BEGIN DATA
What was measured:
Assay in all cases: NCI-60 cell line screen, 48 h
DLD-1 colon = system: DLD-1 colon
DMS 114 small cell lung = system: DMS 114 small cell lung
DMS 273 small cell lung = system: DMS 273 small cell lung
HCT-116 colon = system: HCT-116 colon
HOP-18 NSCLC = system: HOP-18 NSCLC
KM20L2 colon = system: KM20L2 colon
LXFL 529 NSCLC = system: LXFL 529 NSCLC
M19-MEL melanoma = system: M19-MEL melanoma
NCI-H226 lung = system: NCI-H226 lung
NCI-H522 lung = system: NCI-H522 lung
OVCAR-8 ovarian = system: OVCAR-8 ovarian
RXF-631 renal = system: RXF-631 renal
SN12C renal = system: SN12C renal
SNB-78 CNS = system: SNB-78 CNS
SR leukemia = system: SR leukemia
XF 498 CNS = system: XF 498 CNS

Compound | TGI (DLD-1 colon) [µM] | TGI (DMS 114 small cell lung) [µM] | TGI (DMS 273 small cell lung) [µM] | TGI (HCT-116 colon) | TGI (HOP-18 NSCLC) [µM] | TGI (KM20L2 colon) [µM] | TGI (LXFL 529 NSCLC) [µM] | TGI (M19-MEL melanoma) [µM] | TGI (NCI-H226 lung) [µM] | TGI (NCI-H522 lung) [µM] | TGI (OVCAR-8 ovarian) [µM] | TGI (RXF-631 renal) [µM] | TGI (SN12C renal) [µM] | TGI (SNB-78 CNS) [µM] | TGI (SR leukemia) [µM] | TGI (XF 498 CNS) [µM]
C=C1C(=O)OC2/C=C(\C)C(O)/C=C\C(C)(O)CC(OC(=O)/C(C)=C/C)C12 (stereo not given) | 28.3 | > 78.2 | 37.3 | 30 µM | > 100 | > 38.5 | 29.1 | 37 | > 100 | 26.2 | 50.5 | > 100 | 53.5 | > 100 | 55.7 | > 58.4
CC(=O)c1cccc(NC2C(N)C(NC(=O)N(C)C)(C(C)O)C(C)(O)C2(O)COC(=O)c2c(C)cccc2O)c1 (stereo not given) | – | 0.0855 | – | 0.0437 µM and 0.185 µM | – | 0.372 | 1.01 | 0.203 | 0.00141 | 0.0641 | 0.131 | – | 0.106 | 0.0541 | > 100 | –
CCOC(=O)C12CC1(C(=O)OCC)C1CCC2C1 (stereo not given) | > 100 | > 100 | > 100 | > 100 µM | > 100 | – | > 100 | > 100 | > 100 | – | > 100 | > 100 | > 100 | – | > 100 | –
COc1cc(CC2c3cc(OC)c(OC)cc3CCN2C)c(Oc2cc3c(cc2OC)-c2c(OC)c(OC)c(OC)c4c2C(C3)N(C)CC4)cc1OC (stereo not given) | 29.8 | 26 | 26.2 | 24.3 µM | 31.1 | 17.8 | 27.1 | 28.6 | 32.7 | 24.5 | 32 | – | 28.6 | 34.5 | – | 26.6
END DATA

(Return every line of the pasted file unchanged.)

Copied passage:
What was measured:
Assay in all cases: NCI-60 cell line screen, 48 h
DLD-1 colon = system: DLD-1 colon
DMS 114 small cell lung = system: DMS 114 small cell lung
DMS 273 small cell lung = system: DMS 273 small cell lung
HCT-116 colon = system: HCT-116 colon
HOP-18 NSCLC = system: HOP-18 NSCLC
KM20L2 colon = system: KM20L2 colon
LXFL 529 NSCLC = system: LXFL 529 NSCLC
M19-MEL melanoma = system: M19-MEL melanoma
NCI-H226 lung = system: NCI-H226 lung
NCI-H522 lung = system: NCI-H522 lung
OVCAR-8 ovarian = system: OVCAR-8 ovarian
RXF-631 renal = system: RXF-631 renal
SN12C renal = system: SN12C renal
SNB-78 CNS = system: SNB-78 CNS
SR leukemia = system: SR leukemia
XF 498 CNS = system: XF 498 CNS

Compound | TGI (DLD-1 colon) [µM] | TGI (DMS 114 small cell lung) [µM] | TGI (DMS 273 small cell lung) [µM] | TGI (HCT-116 colon) | TGI (HOP-18 NSCLC) [µM] | TGI (KM20L2 colon) [µM] | TGI (LXFL 529 NSCLC) [µM] | TGI (M19-MEL melanoma) [µM] | TGI (NCI-H226 lung) [µM] | TGI (NCI-H522 lung) [µM] | TGI (OVCAR-8 ovarian) [µM] | TGI (RXF-631 renal) [µM] | TGI (SN12C renal) [µM] | TGI (SNB-78 CNS) [µM] | TGI (SR leukemia) [µM] | TGI (XF 498 CNS) [µM]
C=C1C(=O)OC2/C=C(\C)C(O)/C=C\C(C)(O)CC(OC(=O)/C(C)=C/C)C12 (stereo not given) | 28.3 | > 78.2 | 37.3 | 30 µM | > 100 | > 38.5 | 29.1 | 37 | > 100 | 26.2 | 50.5 | > 100 | 53.5 | > 100 | 55.7 | > 58.4
CC(=O)c1cccc(NC2C(N)C(NC(=O)N(C)C)(C(C)O)C(C)(O)C2(O)COC(=O)c2c(C)cccc2O)c1 (stereo not given) | – | 0.0855 | – | 0.0437 µM and 0.185 µM | – | 0.372 | 1.01 | 0.203 | 0.00141 | 0.0641 | 0.131 | – | 0.106 | 0.0541 | > 100 | –
CCOC(=O)C12CC1(C(=O)OCC)C1CCC2C1 (stereo not given) | > 100 | > 100 | > 100 | > 100 µM | > 100 | – | > 100 | > 100 | > 100 | – | > 100 | > 100 | > 100 | – | > 100 | –
COc1cc(CC2c3cc(OC)c(OC)cc3CCN2C)c(Oc2cc3c(cc2OC)-c2c(OC)c(OC)c(OC)c4c2C(C3)N(C)CC4)cc1OC (stereo not given) | 29.8 | 26 | 26.2 | 24.3 µM | 31.1 | 17.8 | 27.1 | 28.6 | 32.7 | 24.5 | 32 | – | 28.6 | 34.5 | – | 26.6